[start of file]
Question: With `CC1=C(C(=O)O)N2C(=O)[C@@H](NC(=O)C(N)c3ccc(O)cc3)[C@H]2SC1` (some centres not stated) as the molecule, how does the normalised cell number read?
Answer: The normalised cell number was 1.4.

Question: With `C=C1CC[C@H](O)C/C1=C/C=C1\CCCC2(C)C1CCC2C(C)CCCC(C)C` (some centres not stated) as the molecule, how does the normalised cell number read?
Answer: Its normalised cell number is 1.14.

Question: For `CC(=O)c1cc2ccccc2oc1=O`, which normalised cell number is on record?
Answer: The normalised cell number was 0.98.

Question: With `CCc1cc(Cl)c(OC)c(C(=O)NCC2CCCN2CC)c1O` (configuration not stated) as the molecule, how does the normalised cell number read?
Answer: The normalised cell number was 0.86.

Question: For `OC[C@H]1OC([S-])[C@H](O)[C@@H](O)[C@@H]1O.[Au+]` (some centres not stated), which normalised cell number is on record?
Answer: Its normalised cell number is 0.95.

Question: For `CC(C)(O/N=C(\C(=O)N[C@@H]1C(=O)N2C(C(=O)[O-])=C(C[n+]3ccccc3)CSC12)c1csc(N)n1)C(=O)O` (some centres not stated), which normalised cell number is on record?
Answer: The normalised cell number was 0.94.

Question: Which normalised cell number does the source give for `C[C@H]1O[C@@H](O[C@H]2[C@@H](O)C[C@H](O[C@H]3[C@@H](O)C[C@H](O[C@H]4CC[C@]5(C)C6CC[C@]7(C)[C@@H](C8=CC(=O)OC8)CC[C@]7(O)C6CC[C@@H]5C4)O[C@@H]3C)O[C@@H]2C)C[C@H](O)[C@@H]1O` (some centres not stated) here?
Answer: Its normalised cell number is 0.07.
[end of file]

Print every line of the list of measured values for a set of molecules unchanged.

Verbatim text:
Question: With `CC1=C(C(=O)O)N2C(=O)[C@@H](NC(=O)C(N)c3ccc(O)cc3)[C@H]2SC1` (some centres not stated) as the molecule, how does the normalised cell number read?
Answer: The normalised cell number was 1.4.

Question: With `C=C1CC[C@H](O)C/C1=C/C=C1\CCCC2(C)C1CCC2C(C)CCCC(C)C` (some centres not stated) as the molecule, how does the normalised cell number read?
Answer: Its normalised cell number is 1.14.

Question: For `CC(=O)c1cc2ccccc2oc1=O`, which normalised cell number is on record?
Answer: The normalised cell number was 0.98.

Question: With `CCc1cc(Cl)c(OC)c(C(=O)NCC2CCCN2CC)c1O` (configuration not stated) as the molecule, how does the normalised cell number read?
Answer: The normalised cell number was 0.86.

Question: For `OC[C@H]1OC([S-])[C@H](O)[C@@H](O)[C@@H]1O.[Au+]` (some centres not stated), which normalised cell number is on record?
Answer: Its normalised cell number is 0.95.

Question: For `CC(C)(O/N=C(\C(=O)N[C@@H]1C(=O)N2C(C(=O)[O-])=C(C[n+]3ccccc3)CSC12)c1csc(N)n1)C(=O)O` (some centres not stated), which normalised cell number is on record?
Answer: The normalised cell number was 0.94.

Question: Which normalised cell number does the source give for `C[C@H]1O[C@@H](O[C@H]2[C@@H](O)C[C@H](O[C@H]3[C@@H](O)C[C@H](O[C@H]4CC[C@]5(C)C6CC[C@]7(C)[C@@H](C8=CC(=O)OC8)CC[C@]7(O)C6CC[C@@H]5C4)O[C@@H]3C)O[C@@H]2C)C[C@H](O)[C@@H]1O` (some centres not stated) here?
Answer: Its normalised cell number is 0.07.